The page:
This class is for any level of student, though different levels will understandably get different things out of it. If you’ve written songs before and you feel like you just can’t take your songs to the next level, this may be just the thing for you!
Q: Your other class is about workshopping your song…what is so powerful about asking and getting feedback about a new song, no matter what level songwriter you are? What level student will fit in best for this class?
The song workshop is also open to any level of songwriter — the only thing I hope of participants in these workshops is that we all want to write better songs. I have run a workshop for years and the one thing that all the stalwart regulars have in common (aside from a great sense of humor) is that they are interested in the craft of songwriting and are always looking for ways to improve. We always have fun, we care a lot about each other, and we all are willing to look deeper into the nuts and bolts of our writing in hopes of reaching our own individual goals. I would love to have that kind of experience at SummerSongs as well!
In my experience, the one thing we all want to know about any of our songs — no matter what level we’re at — is, “how good is this song?” And preferably the answer is some version of “WOW!” I try to avoid that conversation at all — for a lot of reasons. For one, we all have different taste. And liking a song is, at heart, a matter of taste. I’m much more interested in trying to discover what a song is trying to do, and to delve into how it is achieving (or not achieving) its goals. I always try to make observations about specific techniques, and how those choices affect the tone or the pacing or the novelty or the predictability of the song, and then let the writer decide whether these things are goals they are striving for or not.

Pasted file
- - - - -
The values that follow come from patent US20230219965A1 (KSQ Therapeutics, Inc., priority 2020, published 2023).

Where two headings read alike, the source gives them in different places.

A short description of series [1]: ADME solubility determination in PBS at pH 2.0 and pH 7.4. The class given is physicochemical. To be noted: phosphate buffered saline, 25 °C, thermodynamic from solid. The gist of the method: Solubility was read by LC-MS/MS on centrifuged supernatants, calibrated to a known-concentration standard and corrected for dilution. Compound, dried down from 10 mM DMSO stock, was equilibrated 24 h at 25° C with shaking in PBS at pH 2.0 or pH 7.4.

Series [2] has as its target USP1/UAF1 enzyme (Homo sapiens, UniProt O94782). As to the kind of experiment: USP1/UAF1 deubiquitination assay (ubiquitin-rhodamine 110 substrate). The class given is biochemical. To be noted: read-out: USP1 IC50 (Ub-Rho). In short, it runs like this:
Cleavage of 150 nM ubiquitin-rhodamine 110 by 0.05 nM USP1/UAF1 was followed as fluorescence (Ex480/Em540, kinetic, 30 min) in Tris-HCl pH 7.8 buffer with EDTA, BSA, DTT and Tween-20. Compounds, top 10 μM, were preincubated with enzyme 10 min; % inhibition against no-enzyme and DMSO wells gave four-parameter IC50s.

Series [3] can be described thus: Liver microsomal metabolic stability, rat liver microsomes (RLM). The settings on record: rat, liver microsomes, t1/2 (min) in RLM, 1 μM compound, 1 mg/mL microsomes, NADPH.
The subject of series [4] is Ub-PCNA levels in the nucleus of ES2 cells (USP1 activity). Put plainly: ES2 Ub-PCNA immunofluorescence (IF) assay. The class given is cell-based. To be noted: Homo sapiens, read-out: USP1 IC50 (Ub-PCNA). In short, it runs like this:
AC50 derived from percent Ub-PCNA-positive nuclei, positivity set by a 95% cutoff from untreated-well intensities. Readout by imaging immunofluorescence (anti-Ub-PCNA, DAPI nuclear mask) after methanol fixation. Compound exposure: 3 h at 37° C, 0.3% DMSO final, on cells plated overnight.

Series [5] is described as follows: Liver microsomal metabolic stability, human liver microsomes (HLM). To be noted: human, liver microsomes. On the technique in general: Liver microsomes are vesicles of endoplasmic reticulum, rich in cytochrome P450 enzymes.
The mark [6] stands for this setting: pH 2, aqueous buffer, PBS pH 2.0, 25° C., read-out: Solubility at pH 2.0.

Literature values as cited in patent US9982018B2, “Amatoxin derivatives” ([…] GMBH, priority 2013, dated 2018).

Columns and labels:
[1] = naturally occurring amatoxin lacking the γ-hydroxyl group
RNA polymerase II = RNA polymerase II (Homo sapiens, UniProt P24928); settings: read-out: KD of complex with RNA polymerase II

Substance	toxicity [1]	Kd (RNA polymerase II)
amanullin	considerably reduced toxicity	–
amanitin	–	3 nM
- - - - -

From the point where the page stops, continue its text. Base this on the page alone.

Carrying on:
I have a ton of respect for songwriters of all levels — it’s an incredibly vulnerable and personal thing to share your songs, and it’s very important to me that writers feel safe in a song workshop. But I also respect the writer’s desire to learn about the craft, and I think one of the most valuable things we can do for each other is to offer an outside perspective. It can be very hard to really see what is so close to us, and I think the job of the song workshop to help the writer see the choices they are making and hopefully understand the effects those choices have.
Q: Why do you think a retreat like SummerSongs is a great way to spent a few days or a week?
As I mentioned at the outset, songwriting really started for me when I got a chance to be around other songwriters. We’re a tribe, and there’s just nothing like being around your tribe. I can’t wait to see the experience of first-timers here — I know that it’ll be life changing. And I can’t wait to get back to my people — it’s been way too long!
SummerSongs, founded by singer-songwriter Penny Nichols in 1999, offers seasonal songwriting camps (summer and winter) for adults on both the East and West coasts of the United States. The songwriting camps take place in the Hudson River Valley 30 miles north of New York City; and on the beautiful California Central Coast, overlooking the Pacific Ocean. Both locations are perfect havens for songwriting and creative inspiration.
Join us at SummerSongs East: July 31-August 6 (half-week and full-week available), Stony Point Center, Stony Point, NY — 35 miles north of NYC!